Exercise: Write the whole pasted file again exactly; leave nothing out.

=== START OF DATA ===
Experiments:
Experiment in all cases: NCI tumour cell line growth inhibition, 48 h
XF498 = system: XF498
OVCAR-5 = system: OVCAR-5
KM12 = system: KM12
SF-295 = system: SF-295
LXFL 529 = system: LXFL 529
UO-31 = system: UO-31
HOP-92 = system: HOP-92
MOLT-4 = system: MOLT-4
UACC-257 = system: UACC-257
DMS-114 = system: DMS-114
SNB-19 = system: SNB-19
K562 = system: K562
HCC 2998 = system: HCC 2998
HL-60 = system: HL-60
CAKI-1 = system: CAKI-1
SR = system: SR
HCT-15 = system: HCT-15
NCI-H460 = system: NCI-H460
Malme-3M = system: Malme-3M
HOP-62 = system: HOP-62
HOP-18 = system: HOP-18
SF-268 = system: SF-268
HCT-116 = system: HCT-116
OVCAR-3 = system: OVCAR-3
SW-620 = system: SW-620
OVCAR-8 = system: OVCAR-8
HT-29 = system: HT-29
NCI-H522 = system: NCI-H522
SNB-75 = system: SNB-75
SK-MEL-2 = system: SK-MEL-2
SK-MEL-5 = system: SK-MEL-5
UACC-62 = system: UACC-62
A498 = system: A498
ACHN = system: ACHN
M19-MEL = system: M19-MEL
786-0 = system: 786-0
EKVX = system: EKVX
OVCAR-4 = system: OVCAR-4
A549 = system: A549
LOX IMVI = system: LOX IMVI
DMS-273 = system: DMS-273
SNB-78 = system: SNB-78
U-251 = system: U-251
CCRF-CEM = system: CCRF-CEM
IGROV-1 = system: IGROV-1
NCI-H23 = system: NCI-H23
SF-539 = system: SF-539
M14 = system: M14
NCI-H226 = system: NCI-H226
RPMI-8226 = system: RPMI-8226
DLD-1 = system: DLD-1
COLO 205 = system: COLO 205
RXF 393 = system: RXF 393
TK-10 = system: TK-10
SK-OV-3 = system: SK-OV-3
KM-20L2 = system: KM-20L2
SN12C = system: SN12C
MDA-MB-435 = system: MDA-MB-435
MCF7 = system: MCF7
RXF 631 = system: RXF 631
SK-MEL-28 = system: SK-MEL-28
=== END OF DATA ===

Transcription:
Experiments:
Experiment in all cases: NCI tumour cell line growth inhibition, 48 h
XF498 = system: XF498
OVCAR-5 = system: OVCAR-5
KM12 = system: KM12
SF-295 = system: SF-295
LXFL 529 = system: LXFL 529
UO-31 = system: UO-31
HOP-92 = system: HOP-92
MOLT-4 = system: MOLT-4
UACC-257 = system: UACC-257
DMS-114 = system: DMS-114
SNB-19 = system: SNB-19
K562 = system: K562
HCC 2998 = system: HCC 2998
HL-60 = system: HL-60
CAKI-1 = system: CAKI-1
SR = system: SR
HCT-15 = system: HCT-15
NCI-H460 = system: NCI-H460
Malme-3M = system: Malme-3M
HOP-62 = system: HOP-62
HOP-18 = system: HOP-18
SF-268 = system: SF-268
HCT-116 = system: HCT-116
OVCAR-3 = system: OVCAR-3
SW-620 = system: SW-620
OVCAR-8 = system: OVCAR-8
HT-29 = system: HT-29
NCI-H522 = system: NCI-H522
SNB-75 = system: SNB-75
SK-MEL-2 = system: SK-MEL-2
SK-MEL-5 = system: SK-MEL-5
UACC-62 = system: UACC-62
A498 = system: A498
ACHN = system: ACHN
M19-MEL = system: M19-MEL
786-0 = system: 786-0
EKVX = system: EKVX
OVCAR-4 = system: OVCAR-4
A549 = system: A549
LOX IMVI = system: LOX IMVI
DMS-273 = system: DMS-273
SNB-78 = system: SNB-78
U-251 = system: U-251
CCRF-CEM = system: CCRF-CEM
IGROV-1 = system: IGROV-1
NCI-H23 = system: NCI-H23
SF-539 = system: SF-539
M14 = system: M14
NCI-H226 = system: NCI-H226
RPMI-8226 = system: RPMI-8226
DLD-1 = system: DLD-1
COLO 205 = system: COLO 205
RXF 393 = system: RXF 393
TK-10 = system: TK-10
SK-OV-3 = system: SK-OV-3
KM-20L2 = system: KM-20L2
SN12C = system: SN12C
MDA-MB-435 = system: MDA-MB-435
MCF7 = system: MCF7
RXF 631 = system: RXF 631
SK-MEL-28 = system: SK-MEL-28